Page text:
Academic journal article Journal of Social and Psychological Sciences

An Alternative Model of Self-Forgiveness

Academic journal article Journal of Social and Psychological Sciences

An Alternative Model of Self-Forgiveness

Article excerpt

Throughout life, people inevitably transgress by offending others, themselves, or a religious/spiritual figure by failing to uphold others', personal, or spiritual standards. When transgressors have empathy for their victims, take responsibility, and their transgressions are sufficiently severe, they often experience remorse as guilt and self-condemnation through shame (Tangney & Dearing, 2002). In other words, guilt and shame are painful intropunitive feelings focused on behaviors or characterological flaws, respectively (Fisher & Exline, 2006; Lewis, 1971; Tangney & Dearing, 2002). Although transgressors can experience guilt and shame simultaneously, it is important to distinguish the behavioral nature of guilt from the characterological focus of shame. Whereas shame-free guilt is associated with interpersonal and intrapsychic reparative actions, guilt-free shame is related to social withdrawal and avoidance motivation (Tangney & Dearing, 2002). Living through these feelings often diminishes transgressors' self-worth and self-respect (Dillon, 2001). In order to resolve negative self-evaluations, shame-free guilty transgressors may become concerned with self-forgiveness. Guilt-free shameful persons, however, may avoid self-forgiveness altogether unless they are able to reframe their offenses from character flaws into behavioral terms (Hall & Fincham, 2008; Tangney & Dearing, 2002).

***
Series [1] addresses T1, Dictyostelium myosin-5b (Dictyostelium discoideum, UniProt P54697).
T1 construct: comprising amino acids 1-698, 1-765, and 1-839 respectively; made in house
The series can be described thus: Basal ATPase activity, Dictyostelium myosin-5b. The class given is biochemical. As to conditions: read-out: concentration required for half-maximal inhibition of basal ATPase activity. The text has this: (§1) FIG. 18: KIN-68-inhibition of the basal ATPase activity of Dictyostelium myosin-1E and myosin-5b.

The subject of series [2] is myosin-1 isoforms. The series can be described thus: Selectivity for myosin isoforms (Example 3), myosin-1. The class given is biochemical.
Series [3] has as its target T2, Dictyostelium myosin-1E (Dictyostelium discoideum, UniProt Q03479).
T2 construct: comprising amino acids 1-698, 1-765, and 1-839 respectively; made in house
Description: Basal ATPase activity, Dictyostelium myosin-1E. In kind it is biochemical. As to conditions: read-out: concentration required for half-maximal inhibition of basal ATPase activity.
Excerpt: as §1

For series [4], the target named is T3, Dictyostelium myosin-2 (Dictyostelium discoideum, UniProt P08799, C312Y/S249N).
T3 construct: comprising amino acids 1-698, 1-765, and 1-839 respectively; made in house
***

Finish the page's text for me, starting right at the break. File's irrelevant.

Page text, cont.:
To accomplish self-forgiveness, transgressors often apologize to and seek expressions of forgiveness from their victims. Hall and Fincham (2005) suggested that transgressors' various levels of attributions (e.g., internal vs. external cause), transgression severity, empathy, guilt, shame, conciliatory behaviors (e.g., apologies), and perceived interpersonal forgiveness all play roles in the process of self-forgiveness. In a follow up study, however, Hall and Fincham (2008) found only severity of transgressions, guilt, conciliatory behaviors, and perceived forgiveness related to self-forgiveness above and beyond the variance accounted for by the passage of time. Further, attributions, empathy, and shame were unrelated to self-forgiveness when they accounted for time. The results of Hall and Fincham (2008) suggest (1) taking responsibility is a mere precondition to self-forgiveness, (2) empathy plays an insignificant role in self-forgiveness, and (3) shameful individuals may not accomplish self-forgiveness. In the current study, we compared models derived from Hall and Fincham's 2005 and 2008 models (Figures 1 & 2) against our a priori alterative mediation model (Figure 3) to investigate self-forgiveness following interpersonal offenses.

Self-Forgiveness Path Models

We present an overview of Hall and Fincham's (2005) proposed antecedents of self-forgiveness followed by descriptions of models (Figures 1 & 2) derived from Hall and Fincham (2005/2008) and our a priori alternative mediation model (Figure 3).


Various attributions about transgressions, or the extent to which transgressors assume blame, may impact transgressors' guilty and shameful feelings. External, unstable, global, uncontrollable, and prideful attributions are likely to superficially increase self-forgiveness because they minimize taking responsibility for offenses (Fisher & Exline, 2006; Hall & Fincham, 2005; Tangney, Boone, & Dearing, 2005), thereby decreasing levels of guilt and shame. For instance, self-forgiveness was negatively correlated with guilt and shame, but positively correlated with narcissism and victim blaming (Strelan, 2007; Zechmeister & Romero, 2002). These attributions are likely to be indicative of pseudo-self-forgiveness (Enright, 1996; Hall & Fincham, 2005). In other words, transgressors may quickly "forgive" themselves by essentially ignoring their culpabilities.

For example, someone may believe, "I forgive myself for hitting him. He deserved it anyway. …

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